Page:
Nanoblading vs Microblading: What's the Difference between the Brow Treatments?
The fashion for bold, full eyebrows has encouraged the development of cosmetic treatments like nanoblading and microblading, but the question is, what's the difference, and which is best for you?
We aren't all blessed with beautiful, full, gracefully curved eyebrows, but fortunately, there are cosmetic procedures -- nanoblading and microblading -- that can help.
Suppose you are determined to have those perfect brows forever without having to fiddle with brow powders or stamps every day. In that case, both offer permanent results -- but before we decide on microblading vs. nanoblading, let's learn more about these two procedures.
Woman with beautiful eyebrows. | Source: Getty Images
If the eyes are the windows of the soul, the eyebrows are the frame for the features, creating harmony and balance. Thin, scanty eyebrows are a poor frame, and women have done their best to supplement Nature with cosmetics for millennia.
Those with particularly thick, scarred or oily skin will find that nanoblading offers better results and a quicker healing process than the more invasive microblading.
For those tired of wielding pencil and brow shadow every day, there is the option of permanent makeup, either the more established and familiar microblading or the new nanoblading.
Woman with beautiful eyebrows. | Source: Getty Images
What Is Nanoblading?
What exactly is nanoblading, and why is it such an innovation? Cosmetologist and nanoblading expert Laura Kay explained that nanoblading is a tattooing process that is not as deep as a normal tattoo and only reaches the upper dermis. She said:
"Nanoblading is a new brow treatment that uses ultra-sharp nanoneedles that can actually mimic the diameter and dimension of a real hair in the skin."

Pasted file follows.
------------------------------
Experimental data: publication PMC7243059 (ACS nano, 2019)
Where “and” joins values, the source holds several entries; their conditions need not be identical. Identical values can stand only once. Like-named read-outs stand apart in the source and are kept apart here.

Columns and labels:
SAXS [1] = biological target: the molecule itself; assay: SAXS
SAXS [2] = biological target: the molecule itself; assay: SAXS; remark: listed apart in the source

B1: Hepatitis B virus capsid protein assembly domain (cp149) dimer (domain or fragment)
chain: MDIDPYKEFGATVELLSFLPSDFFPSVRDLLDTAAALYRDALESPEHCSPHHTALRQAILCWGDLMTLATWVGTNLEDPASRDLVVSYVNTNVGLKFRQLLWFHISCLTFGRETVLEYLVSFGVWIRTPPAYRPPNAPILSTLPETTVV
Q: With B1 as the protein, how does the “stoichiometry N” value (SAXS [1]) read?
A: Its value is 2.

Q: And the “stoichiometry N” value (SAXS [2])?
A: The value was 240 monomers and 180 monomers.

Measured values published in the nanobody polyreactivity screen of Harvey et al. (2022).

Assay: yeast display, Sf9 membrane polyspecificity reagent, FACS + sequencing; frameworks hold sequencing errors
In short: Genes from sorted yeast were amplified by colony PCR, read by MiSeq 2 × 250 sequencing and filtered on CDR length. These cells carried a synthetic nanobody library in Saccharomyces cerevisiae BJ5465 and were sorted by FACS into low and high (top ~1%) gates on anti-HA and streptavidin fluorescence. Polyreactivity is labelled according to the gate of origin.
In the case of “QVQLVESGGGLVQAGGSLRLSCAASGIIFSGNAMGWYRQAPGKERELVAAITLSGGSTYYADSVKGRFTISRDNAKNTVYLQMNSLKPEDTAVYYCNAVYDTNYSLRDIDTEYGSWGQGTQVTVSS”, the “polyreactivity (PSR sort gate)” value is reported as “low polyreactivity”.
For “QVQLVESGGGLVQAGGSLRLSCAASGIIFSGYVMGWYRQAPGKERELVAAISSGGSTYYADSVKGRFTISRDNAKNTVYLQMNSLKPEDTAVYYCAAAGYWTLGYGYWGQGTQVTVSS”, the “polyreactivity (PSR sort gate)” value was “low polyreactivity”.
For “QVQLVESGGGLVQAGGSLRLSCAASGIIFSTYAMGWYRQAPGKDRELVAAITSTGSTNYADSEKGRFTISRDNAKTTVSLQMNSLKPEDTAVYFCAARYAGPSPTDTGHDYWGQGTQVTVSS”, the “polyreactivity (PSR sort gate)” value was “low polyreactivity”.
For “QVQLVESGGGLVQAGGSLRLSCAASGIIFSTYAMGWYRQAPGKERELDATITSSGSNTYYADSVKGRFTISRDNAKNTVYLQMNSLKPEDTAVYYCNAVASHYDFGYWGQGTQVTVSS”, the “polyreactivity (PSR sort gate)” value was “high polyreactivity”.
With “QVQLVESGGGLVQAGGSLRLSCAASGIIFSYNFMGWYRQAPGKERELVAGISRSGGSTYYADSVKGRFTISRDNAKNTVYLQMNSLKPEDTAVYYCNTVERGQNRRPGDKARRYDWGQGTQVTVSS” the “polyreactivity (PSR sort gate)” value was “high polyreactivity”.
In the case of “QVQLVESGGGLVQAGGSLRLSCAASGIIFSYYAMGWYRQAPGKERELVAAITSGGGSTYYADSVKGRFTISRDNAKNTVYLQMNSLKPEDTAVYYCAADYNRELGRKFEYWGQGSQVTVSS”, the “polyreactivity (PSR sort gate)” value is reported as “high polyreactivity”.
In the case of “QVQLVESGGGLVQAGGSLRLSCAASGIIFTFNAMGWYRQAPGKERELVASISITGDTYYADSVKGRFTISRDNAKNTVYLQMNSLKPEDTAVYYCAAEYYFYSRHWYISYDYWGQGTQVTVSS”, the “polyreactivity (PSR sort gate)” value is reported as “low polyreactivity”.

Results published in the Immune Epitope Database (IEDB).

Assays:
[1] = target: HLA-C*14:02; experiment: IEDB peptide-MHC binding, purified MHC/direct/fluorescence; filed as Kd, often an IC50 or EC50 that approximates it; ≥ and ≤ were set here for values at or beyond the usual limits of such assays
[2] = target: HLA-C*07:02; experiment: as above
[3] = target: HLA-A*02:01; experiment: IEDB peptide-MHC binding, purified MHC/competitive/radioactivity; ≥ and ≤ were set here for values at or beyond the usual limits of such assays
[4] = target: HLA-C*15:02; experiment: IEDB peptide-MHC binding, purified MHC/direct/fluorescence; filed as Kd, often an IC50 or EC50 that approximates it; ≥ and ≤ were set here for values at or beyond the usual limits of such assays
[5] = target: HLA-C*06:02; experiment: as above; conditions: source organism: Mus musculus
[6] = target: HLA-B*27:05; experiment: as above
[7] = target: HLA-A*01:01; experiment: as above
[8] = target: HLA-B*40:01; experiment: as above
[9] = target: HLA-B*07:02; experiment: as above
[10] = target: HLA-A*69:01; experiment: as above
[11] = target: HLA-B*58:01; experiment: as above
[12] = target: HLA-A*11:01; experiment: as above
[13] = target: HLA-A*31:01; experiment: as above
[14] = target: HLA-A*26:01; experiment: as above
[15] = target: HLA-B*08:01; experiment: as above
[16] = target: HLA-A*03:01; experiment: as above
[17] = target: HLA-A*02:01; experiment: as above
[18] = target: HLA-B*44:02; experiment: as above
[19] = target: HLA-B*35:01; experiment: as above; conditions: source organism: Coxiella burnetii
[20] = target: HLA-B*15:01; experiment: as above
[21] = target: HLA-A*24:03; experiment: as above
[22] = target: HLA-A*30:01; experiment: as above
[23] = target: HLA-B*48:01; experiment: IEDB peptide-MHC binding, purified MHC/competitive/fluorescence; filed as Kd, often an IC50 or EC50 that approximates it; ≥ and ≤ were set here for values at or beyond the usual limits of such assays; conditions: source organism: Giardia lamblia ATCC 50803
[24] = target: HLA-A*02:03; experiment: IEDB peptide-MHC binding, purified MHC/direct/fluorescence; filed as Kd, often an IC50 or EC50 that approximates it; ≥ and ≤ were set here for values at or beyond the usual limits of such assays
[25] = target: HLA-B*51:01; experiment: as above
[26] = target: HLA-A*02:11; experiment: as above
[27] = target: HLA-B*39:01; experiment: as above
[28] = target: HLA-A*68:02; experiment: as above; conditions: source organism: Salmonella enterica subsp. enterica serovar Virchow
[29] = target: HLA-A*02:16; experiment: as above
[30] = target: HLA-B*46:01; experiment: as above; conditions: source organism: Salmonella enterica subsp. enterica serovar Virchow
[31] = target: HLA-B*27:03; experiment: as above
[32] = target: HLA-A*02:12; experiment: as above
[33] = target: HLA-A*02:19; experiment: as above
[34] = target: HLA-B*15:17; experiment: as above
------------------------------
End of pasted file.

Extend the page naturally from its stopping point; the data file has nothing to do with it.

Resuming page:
According to Kay, the results are more natural and precise. Since the needles are finer, and so is the pigment, the result is practically indistinguishable from natural brows.
The procedure is split between two sessions spaced four to eight weeks apart, but after the first session, the client will flaunt well-shaped brows, not a half-finished look.
Another advantage of nanoblading is the possibility of shading, which further adds to the illusion that the brows are 100% natural. Nanoblading lasts up to two years, depending on the client's skin type.
Woman undergoing microblading. | Source: Getty Images
Differences between Nanoblading and Microblading
The main difference between microblading and nanoblading is the gauge of the tattooing needles used for each. According to experts, nanoblading is more precise and has more natural results. Tattoo artist Shaughnessy Otsuji explained:
"The design of the tool used with nano brows tends to cause less trauma to the skin and allows for more precise pressure and controlled movement to create crisp hair strokes. Microblading makes the procedure slightly invasive as the tool has a blade that cuts into the skin."
Microblading is also less durable and starts to face from six to 12 months after a procedure. People with oily skin will find that nanoblading offers a longer-lasting solution, and their tattoos will last up to 2 years.